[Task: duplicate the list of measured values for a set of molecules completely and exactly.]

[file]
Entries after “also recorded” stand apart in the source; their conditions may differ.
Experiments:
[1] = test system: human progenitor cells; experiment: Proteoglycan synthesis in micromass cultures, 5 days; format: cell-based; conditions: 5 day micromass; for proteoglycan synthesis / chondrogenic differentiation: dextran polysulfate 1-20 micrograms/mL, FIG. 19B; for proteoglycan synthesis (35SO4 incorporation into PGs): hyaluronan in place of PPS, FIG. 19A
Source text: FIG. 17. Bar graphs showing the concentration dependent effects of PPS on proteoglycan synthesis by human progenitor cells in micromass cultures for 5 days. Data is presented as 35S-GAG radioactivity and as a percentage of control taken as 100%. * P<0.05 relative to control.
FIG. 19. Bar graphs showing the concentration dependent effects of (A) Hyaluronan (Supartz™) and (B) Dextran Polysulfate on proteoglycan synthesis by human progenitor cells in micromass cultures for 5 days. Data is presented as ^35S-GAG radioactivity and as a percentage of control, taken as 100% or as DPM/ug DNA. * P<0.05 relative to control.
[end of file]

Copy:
Entries after “also recorded” stand apart in the source; their conditions may differ.
Experiments:
[1] = test system: human progenitor cells; experiment: Proteoglycan synthesis in micromass cultures, 5 days; format: cell-based; conditions: 5 day micromass; for proteoglycan synthesis / chondrogenic differentiation: dextran polysulfate 1-20 micrograms/mL, FIG. 19B; for proteoglycan synthesis (35SO4 incorporation into PGs): hyaluronan in place of PPS, FIG. 19A
Source text: FIG. 17. Bar graphs showing the concentration dependent effects of PPS on proteoglycan synthesis by human progenitor cells in micromass cultures for 5 days. Data is presented as 35S-GAG radioactivity and as a percentage of control taken as 100%. * P<0.05 relative to control.
FIG. 19. Bar graphs showing the concentration dependent effects of (A) Hyaluronan (Supartz™) and (B) Dextran Polysulfate on proteoglycan synthesis by human progenitor cells in micromass cultures for 5 days. Data is presented as ^35S-GAG radioactivity and as a percentage of control, taken as 100% or as DPM/ug DNA. * P<0.05 relative to control.